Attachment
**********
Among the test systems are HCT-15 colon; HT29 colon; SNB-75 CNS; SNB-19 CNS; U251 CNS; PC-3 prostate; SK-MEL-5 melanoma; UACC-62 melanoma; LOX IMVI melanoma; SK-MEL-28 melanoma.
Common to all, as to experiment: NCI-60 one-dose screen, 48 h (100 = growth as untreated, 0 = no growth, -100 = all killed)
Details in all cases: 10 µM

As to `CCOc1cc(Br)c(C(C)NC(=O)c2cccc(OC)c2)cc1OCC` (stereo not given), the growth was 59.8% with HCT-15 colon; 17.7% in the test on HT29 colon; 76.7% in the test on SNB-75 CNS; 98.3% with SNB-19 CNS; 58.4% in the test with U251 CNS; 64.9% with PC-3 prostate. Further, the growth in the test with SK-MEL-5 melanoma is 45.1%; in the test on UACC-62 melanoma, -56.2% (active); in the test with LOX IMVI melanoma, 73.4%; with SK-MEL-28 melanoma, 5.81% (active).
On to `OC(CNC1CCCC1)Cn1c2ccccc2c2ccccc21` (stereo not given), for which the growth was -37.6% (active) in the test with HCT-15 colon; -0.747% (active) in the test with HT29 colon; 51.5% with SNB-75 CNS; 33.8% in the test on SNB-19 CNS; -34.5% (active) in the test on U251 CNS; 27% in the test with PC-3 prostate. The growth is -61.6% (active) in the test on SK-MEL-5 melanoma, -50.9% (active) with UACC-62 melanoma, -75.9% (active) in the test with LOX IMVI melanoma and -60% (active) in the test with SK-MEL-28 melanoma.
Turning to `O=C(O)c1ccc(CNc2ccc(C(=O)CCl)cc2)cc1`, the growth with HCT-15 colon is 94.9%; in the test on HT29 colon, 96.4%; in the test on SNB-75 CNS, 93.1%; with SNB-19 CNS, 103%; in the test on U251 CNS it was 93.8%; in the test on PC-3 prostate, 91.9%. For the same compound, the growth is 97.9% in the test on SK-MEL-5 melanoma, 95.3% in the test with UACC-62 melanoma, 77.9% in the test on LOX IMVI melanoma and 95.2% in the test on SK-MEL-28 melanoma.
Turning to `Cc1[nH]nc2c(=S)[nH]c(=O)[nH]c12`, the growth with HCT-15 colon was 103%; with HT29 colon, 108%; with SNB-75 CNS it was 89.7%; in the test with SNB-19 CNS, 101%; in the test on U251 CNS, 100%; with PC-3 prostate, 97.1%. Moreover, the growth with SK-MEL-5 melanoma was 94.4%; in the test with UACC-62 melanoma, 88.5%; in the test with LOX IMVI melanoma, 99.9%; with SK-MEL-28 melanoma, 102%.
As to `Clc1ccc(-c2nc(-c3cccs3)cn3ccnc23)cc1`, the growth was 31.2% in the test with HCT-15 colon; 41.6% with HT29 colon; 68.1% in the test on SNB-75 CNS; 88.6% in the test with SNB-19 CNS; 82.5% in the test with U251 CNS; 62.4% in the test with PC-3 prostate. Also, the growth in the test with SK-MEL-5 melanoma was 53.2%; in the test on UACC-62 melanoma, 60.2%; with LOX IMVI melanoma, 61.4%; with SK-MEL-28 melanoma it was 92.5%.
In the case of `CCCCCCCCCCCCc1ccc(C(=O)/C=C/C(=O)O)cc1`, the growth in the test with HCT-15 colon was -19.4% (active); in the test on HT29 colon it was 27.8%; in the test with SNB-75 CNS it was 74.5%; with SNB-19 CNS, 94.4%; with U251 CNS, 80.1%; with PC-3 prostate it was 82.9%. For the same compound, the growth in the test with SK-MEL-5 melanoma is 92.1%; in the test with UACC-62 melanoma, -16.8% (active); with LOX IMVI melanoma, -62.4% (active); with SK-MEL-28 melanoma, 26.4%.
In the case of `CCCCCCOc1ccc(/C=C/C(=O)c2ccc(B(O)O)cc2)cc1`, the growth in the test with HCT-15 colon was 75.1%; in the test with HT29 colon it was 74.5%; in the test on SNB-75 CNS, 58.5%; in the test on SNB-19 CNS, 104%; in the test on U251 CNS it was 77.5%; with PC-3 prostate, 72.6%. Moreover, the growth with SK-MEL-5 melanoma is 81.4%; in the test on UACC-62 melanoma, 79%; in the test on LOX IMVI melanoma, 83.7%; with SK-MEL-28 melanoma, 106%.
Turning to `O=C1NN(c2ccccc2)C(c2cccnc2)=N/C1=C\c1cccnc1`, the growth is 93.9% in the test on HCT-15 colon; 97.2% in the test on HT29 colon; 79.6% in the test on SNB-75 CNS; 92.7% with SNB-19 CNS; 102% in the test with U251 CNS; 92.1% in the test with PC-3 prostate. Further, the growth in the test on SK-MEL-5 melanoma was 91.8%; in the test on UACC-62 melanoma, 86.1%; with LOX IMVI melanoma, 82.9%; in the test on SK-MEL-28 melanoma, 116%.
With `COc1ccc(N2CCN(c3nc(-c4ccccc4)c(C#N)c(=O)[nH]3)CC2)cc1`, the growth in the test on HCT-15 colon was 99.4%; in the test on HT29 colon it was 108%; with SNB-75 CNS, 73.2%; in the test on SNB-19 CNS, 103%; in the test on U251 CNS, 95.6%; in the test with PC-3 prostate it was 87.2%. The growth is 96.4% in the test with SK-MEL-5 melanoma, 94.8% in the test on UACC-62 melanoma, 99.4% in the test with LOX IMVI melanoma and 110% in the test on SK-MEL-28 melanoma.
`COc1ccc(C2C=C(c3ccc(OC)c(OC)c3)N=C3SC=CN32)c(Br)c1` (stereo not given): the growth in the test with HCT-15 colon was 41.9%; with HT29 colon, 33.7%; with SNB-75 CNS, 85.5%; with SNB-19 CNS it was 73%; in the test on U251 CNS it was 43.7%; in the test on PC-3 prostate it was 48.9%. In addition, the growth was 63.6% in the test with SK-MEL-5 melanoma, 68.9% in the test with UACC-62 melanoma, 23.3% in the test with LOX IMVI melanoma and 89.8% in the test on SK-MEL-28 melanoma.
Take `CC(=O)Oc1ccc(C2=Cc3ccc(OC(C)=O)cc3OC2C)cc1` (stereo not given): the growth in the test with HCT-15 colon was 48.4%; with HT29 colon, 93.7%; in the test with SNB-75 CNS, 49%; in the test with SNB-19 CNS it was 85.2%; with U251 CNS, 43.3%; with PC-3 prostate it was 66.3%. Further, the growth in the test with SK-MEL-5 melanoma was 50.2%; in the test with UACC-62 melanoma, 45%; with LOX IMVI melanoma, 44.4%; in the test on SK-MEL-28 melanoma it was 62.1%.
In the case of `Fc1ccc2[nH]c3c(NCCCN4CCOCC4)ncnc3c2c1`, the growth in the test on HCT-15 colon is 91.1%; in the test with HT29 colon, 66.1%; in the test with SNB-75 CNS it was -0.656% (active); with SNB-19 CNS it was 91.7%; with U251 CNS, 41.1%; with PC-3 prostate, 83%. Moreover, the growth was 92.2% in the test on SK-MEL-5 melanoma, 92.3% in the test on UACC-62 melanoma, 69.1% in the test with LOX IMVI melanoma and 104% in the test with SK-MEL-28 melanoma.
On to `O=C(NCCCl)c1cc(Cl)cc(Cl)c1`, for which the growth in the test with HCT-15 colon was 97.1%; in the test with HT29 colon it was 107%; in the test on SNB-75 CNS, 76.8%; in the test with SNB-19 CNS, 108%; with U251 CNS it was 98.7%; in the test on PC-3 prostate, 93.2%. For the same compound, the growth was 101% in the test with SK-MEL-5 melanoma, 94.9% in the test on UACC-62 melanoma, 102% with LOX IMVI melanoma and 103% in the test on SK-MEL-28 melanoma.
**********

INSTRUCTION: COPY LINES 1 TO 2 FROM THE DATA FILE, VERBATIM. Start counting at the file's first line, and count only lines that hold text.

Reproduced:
Among the test systems are HCT-15 colon; HT29 colon; SNB-75 CNS; SNB-19 CNS; U251 CNS; PC-3 prostate; SK-MEL-5 melanoma; UACC-62 melanoma; LOX IMVI melanoma; SK-MEL-28 melanoma.
Common to all, as to experiment: NCI-60 one-dose screen, 48 h (100 = growth as untreated, 0 = no growth, -100 = all killed)